University blocks student paper from publishing column criticizing Trump. Liberty says it acted because the piece was "redundant" with another. The blocked column may be found at the end of this article.
The College of New Rochelle’s president has resigned after its Board of Trustees recently learned of “significant unmet financial obligations” that have the institution preparing for major budget cuts and possible financial exigency, it announced Tuesday.
President Judith Huntington resigned Saturday, the college said. Her resignation came shortly after the board learned in September of financial obligations that had built up over time. The college did not share the size of the obligations but said that they emerged after its controller retired at the end of the last academic year.
The college said in an online posting that it is investigating why it did not learn of the unmet obligations until recently and why a “nationally known outside firm that routinely audited the college’s financial statements” did not discover them. It also said trustees are exploring bridge financing to stabilize short-term finances. Budget cuts that could hit staff and faculty are also likely.
Trustees put in place a chief restructuring officer, forensic accountant and outside law firm to perform an investigation. Board of Trustees Chair Gwen Adolph said in a statement that more details will be provided when the investigation is complete.
“We have made these changes because we are looking in new directions to protect and preserve the mission of the College of New Rochelle,” Adolph said in a statement. “We are committed to ensuring that our students have the opportunity to complete their education and take advantage of life’s opportunities.”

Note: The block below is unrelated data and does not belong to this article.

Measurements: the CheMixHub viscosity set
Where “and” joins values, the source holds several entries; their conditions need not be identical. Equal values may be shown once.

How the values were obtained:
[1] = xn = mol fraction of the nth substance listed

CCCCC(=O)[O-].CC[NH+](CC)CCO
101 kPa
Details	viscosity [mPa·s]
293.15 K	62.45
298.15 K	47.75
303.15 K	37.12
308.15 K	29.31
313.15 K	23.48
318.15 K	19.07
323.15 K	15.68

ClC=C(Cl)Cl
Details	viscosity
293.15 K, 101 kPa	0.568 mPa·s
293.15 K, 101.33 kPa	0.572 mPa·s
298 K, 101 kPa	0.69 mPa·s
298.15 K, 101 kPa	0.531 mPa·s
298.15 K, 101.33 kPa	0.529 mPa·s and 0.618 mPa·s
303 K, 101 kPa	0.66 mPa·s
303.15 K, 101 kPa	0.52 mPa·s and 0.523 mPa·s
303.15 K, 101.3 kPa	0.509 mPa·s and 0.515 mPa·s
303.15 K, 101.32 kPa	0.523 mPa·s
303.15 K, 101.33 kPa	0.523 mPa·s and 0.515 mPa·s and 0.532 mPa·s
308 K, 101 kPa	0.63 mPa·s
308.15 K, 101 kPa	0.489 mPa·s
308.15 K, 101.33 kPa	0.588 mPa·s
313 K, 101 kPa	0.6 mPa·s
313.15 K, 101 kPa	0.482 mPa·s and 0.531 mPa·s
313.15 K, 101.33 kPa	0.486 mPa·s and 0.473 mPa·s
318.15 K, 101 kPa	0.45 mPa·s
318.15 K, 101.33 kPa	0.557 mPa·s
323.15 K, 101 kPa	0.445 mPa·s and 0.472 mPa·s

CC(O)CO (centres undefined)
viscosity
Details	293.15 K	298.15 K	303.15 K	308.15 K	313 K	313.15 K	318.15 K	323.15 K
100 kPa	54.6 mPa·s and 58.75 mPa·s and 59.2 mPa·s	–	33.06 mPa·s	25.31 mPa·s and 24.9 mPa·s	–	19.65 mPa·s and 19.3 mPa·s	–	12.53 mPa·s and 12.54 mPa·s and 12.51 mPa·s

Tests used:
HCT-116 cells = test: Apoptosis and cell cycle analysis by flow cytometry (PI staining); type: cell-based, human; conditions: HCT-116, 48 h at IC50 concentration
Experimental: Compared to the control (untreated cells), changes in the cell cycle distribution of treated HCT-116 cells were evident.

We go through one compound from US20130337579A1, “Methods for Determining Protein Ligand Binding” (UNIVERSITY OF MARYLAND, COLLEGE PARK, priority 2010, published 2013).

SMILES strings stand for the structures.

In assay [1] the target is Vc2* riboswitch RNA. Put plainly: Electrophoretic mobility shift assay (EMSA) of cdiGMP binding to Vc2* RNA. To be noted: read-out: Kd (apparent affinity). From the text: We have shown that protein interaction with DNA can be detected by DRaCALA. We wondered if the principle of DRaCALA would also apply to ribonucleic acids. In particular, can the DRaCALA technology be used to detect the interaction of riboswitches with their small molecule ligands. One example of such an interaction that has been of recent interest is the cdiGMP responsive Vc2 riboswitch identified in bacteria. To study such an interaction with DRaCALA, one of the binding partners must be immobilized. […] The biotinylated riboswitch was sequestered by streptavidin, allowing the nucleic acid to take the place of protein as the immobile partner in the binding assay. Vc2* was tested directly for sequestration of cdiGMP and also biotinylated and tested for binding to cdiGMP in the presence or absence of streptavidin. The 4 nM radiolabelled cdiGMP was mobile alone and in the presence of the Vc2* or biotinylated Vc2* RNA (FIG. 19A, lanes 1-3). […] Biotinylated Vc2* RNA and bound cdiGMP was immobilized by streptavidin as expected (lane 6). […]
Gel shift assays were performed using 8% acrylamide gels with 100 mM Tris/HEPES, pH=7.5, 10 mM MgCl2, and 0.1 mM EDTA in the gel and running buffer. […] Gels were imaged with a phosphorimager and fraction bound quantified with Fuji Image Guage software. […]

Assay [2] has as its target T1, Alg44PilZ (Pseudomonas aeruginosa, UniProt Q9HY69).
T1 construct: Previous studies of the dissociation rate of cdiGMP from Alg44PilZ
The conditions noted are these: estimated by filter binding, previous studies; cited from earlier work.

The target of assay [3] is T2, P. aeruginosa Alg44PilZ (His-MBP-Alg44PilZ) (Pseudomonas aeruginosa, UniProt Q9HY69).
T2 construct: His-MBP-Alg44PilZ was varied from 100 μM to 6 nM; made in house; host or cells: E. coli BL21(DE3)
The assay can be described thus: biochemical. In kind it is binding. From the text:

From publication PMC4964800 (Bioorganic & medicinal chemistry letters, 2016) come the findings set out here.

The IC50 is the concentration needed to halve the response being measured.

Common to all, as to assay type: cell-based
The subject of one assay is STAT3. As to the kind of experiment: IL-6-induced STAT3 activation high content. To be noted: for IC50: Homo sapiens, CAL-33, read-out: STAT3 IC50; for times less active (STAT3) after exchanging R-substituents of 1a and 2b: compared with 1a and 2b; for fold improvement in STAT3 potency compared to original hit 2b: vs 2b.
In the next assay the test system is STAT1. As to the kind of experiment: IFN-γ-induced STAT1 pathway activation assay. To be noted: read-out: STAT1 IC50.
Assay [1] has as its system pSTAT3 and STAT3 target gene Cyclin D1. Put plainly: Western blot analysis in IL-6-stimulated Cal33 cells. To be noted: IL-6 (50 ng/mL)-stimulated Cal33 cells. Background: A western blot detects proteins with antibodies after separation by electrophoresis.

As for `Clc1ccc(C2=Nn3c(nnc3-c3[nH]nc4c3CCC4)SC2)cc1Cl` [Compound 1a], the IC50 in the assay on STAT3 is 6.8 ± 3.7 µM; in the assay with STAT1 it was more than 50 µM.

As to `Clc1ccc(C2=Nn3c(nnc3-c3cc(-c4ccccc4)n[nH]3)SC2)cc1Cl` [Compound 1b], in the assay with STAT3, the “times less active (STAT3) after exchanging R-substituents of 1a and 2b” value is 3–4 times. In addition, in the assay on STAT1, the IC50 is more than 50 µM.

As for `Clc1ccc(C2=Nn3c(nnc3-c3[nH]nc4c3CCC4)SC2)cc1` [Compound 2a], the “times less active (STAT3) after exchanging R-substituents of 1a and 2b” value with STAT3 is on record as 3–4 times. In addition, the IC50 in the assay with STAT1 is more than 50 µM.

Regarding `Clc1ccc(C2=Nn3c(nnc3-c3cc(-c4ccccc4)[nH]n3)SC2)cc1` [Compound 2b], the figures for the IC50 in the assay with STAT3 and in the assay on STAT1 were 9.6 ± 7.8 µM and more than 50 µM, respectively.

Adolph told faculty and staff that the investigation has so far not shown evidence of “self-enrichment,” according to The Journal News. The newspaper reported that the college, which enrolls about 4,000 students and employs about 1,300 people, operated at a loss from 2011-14, drawing down its net assets from more than $30 million to $25 million.
Traditionally a women’s college, New Rochelle generated mixed feedback in December when it announced it would admit men in the fall of 2016. It operates five satellite campuses in New York City boroughs.
Harvard University and its would-be graduate student union, affiliated with the United Auto Workers, on Tuesday agreed on terms of a union election, to be held Nov. 16-17. The election agreement is similar to one made between Cornell University and its American Federation of Teachers- and National Education Association-affiliated graduate student union organizers ahead of a major decision in August from the National Labor Relations Board. That decision, which involved a graduate student union bid at Columbia University, paved the way for graduate student unions at private institutions.
Both the Cornell and now Harvard decisions are significant because they signal that the administrations of both institutions will accept the outcome of any union election, and that both sides will avoid potentially lengthy legal oversight by the NLRB. Administrations at some other private institutions have signaled that they will fight graduate student union bids following the NLRB’s August decision. Both teaching and research assistants at Harvard are seeking representation by the UAW.